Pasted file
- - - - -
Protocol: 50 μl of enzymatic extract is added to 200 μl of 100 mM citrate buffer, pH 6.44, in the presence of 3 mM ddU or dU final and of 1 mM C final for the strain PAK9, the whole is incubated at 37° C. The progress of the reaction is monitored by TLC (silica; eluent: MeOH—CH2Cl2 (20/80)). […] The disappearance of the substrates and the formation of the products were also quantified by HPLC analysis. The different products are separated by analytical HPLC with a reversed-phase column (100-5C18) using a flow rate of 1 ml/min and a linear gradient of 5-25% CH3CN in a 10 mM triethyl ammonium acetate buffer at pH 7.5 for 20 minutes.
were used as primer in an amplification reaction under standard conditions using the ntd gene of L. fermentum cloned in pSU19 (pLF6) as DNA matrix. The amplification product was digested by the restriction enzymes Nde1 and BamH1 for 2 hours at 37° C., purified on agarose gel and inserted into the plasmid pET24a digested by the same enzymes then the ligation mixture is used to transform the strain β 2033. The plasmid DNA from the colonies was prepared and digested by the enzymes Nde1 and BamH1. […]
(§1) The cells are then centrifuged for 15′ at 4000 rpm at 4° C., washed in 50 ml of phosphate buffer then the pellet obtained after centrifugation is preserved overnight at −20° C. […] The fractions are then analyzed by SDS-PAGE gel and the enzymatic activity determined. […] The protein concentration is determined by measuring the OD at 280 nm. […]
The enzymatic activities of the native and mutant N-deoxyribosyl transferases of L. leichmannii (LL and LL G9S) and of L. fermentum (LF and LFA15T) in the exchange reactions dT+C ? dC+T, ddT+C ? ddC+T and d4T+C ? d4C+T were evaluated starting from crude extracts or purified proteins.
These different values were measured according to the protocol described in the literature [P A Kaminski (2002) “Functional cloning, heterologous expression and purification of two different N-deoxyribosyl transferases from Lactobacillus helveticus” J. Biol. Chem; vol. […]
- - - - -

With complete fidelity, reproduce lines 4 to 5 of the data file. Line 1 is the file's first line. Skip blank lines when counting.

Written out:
The enzymatic activities of the native and mutant N-deoxyribosyl transferases of L. leichmannii (LL and LL G9S) and of L. fermentum (LF and LFA15T) in the exchange reactions dT+C ? dC+T, ddT+C ? ddC+T and d4T+C ? d4C+T were evaluated starting from crude extracts or purified proteins.
These different values were measured according to the protocol described in the literature [P A Kaminski (2002) “Functional cloning, heterologous expression and purification of two different N-deoxyribosyl transferases from Lactobacillus helveticus” J. Biol. Chem; vol. […]